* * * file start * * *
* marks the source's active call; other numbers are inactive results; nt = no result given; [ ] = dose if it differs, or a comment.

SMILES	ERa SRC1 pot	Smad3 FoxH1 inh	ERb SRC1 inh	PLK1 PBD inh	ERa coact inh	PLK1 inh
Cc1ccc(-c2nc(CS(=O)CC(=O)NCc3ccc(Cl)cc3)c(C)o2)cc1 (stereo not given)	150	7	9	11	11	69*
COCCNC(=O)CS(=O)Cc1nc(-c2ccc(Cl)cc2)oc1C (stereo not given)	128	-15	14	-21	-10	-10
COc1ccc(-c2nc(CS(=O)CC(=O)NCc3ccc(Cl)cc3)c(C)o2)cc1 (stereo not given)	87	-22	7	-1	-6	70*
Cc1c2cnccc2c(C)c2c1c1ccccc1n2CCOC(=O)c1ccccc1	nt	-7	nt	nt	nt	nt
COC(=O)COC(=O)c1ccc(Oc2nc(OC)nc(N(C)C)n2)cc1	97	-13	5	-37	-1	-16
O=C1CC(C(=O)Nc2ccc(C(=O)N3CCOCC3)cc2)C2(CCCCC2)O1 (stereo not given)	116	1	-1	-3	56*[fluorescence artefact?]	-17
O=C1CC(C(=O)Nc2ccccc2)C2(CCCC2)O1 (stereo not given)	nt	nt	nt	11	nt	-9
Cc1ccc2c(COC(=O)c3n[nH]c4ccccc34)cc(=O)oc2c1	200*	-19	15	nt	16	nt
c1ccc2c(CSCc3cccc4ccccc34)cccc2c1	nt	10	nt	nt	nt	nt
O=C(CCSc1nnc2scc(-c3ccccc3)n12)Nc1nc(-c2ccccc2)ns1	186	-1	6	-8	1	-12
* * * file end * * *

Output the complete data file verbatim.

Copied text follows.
* marks the source's active call; other numbers are inactive results; nt = no result given; [ ] = dose if it differs, or a comment.

SMILES	ERa SRC1 pot	Smad3 FoxH1 inh	ERb SRC1 inh	PLK1 PBD inh	ERa coact inh	PLK1 inh
Cc1ccc(-c2nc(CS(=O)CC(=O)NCc3ccc(Cl)cc3)c(C)o2)cc1 (stereo not given)	150	7	9	11	11	69*
COCCNC(=O)CS(=O)Cc1nc(-c2ccc(Cl)cc2)oc1C (stereo not given)	128	-15	14	-21	-10	-10
COc1ccc(-c2nc(CS(=O)CC(=O)NCc3ccc(Cl)cc3)c(C)o2)cc1 (stereo not given)	87	-22	7	-1	-6	70*
Cc1c2cnccc2c(C)c2c1c1ccccc1n2CCOC(=O)c1ccccc1	nt	-7	nt	nt	nt	nt
COC(=O)COC(=O)c1ccc(Oc2nc(OC)nc(N(C)C)n2)cc1	97	-13	5	-37	-1	-16
O=C1CC(C(=O)Nc2ccc(C(=O)N3CCOCC3)cc2)C2(CCCCC2)O1 (stereo not given)	116	1	-1	-3	56*[fluorescence artefact?]	-17
O=C1CC(C(=O)Nc2ccccc2)C2(CCCC2)O1 (stereo not given)	nt	nt	nt	11	nt	-9
Cc1ccc2c(COC(=O)c3n[nH]c4ccccc34)cc(=O)oc2c1	200*	-19	15	nt	16	nt
c1ccc2c(CSCc3cccc4ccccc34)cccc2c1	nt	10	nt	nt	nt	nt
O=C(CCSc1nnc2scc(-c3ccccc3)n12)Nc1nc(-c2ccccc2)ns1	186	-1	6	-8	1	-12